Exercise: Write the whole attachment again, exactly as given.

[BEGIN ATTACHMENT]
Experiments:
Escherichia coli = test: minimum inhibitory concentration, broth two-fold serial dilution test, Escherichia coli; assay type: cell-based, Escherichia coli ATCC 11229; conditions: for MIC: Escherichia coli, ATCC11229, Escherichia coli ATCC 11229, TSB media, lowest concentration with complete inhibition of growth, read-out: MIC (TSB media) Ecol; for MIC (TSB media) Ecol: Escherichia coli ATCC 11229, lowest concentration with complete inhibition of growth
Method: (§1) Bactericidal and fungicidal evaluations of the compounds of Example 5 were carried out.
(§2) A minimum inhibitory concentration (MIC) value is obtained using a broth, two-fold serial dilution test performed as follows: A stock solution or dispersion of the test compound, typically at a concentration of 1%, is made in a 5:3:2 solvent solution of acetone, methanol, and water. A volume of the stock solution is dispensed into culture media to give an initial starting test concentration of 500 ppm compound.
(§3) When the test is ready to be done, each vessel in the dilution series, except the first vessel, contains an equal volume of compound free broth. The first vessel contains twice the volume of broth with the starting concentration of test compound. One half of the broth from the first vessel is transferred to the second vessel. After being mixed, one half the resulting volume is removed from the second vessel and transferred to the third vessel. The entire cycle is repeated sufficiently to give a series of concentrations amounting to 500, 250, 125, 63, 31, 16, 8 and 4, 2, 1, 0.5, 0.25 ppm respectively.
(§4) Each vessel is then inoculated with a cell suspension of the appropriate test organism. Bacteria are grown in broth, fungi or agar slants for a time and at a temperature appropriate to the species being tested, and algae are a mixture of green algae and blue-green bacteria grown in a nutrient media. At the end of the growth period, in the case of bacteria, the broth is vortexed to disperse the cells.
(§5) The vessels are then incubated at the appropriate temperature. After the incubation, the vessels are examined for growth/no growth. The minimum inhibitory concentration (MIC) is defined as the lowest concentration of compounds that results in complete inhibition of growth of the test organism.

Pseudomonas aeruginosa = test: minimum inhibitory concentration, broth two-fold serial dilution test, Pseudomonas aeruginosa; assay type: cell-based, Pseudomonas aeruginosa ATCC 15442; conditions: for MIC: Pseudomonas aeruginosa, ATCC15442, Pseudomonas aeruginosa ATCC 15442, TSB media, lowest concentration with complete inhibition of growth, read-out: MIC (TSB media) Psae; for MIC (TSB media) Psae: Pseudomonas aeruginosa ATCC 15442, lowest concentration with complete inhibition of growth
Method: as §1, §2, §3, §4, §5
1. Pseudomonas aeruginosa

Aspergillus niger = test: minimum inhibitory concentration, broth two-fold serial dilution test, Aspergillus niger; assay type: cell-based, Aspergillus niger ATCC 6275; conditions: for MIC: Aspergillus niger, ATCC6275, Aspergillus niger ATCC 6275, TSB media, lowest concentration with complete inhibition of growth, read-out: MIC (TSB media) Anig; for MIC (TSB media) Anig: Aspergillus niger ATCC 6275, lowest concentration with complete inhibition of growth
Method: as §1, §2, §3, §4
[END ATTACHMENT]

Experiments:
Escherichia coli = test: minimum inhibitory concentration, broth two-fold serial dilution test, Escherichia coli; assay type: cell-based, Escherichia coli ATCC 11229; conditions: for MIC: Escherichia coli, ATCC11229, Escherichia coli ATCC 11229, TSB media, lowest concentration with complete inhibition of growth, read-out: MIC (TSB media) Ecol; for MIC (TSB media) Ecol: Escherichia coli ATCC 11229, lowest concentration with complete inhibition of growth
Method: (§1) Bactericidal and fungicidal evaluations of the compounds of Example 5 were carried out.
(§2) A minimum inhibitory concentration (MIC) value is obtained using a broth, two-fold serial dilution test performed as follows: A stock solution or dispersion of the test compound, typically at a concentration of 1%, is made in a 5:3:2 solvent solution of acetone, methanol, and water. A volume of the stock solution is dispensed into culture media to give an initial starting test concentration of 500 ppm compound.
(§3) When the test is ready to be done, each vessel in the dilution series, except the first vessel, contains an equal volume of compound free broth. The first vessel contains twice the volume of broth with the starting concentration of test compound. One half of the broth from the first vessel is transferred to the second vessel. After being mixed, one half the resulting volume is removed from the second vessel and transferred to the third vessel. The entire cycle is repeated sufficiently to give a series of concentrations amounting to 500, 250, 125, 63, 31, 16, 8 and 4, 2, 1, 0.5, 0.25 ppm respectively.
(§4) Each vessel is then inoculated with a cell suspension of the appropriate test organism. Bacteria are grown in broth, fungi or agar slants for a time and at a temperature appropriate to the species being tested, and algae are a mixture of green algae and blue-green bacteria grown in a nutrient media. At the end of the growth period, in the case of bacteria, the broth is vortexed to disperse the cells.
(§5) The vessels are then incubated at the appropriate temperature. After the incubation, the vessels are examined for growth/no growth. The minimum inhibitory concentration (MIC) is defined as the lowest concentration of compounds that results in complete inhibition of growth of the test organism.

Pseudomonas aeruginosa = test: minimum inhibitory concentration, broth two-fold serial dilution test, Pseudomonas aeruginosa; assay type: cell-based, Pseudomonas aeruginosa ATCC 15442; conditions: for MIC: Pseudomonas aeruginosa, ATCC15442, Pseudomonas aeruginosa ATCC 15442, TSB media, lowest concentration with complete inhibition of growth, read-out: MIC (TSB media) Psae; for MIC (TSB media) Psae: Pseudomonas aeruginosa ATCC 15442, lowest concentration with complete inhibition of growth
Method: as §1, §2, §3, §4, §5
1. Pseudomonas aeruginosa

Aspergillus niger = test: minimum inhibitory concentration, broth two-fold serial dilution test, Aspergillus niger; assay type: cell-based, Aspergillus niger ATCC 6275; conditions: for MIC: Aspergillus niger, ATCC6275, Aspergillus niger ATCC 6275, TSB media, lowest concentration with complete inhibition of growth, read-out: MIC (TSB media) Anig; for MIC (TSB media) Anig: Aspergillus niger ATCC 6275, lowest concentration with complete inhibition of growth
Method: as §1, §2, §3, §4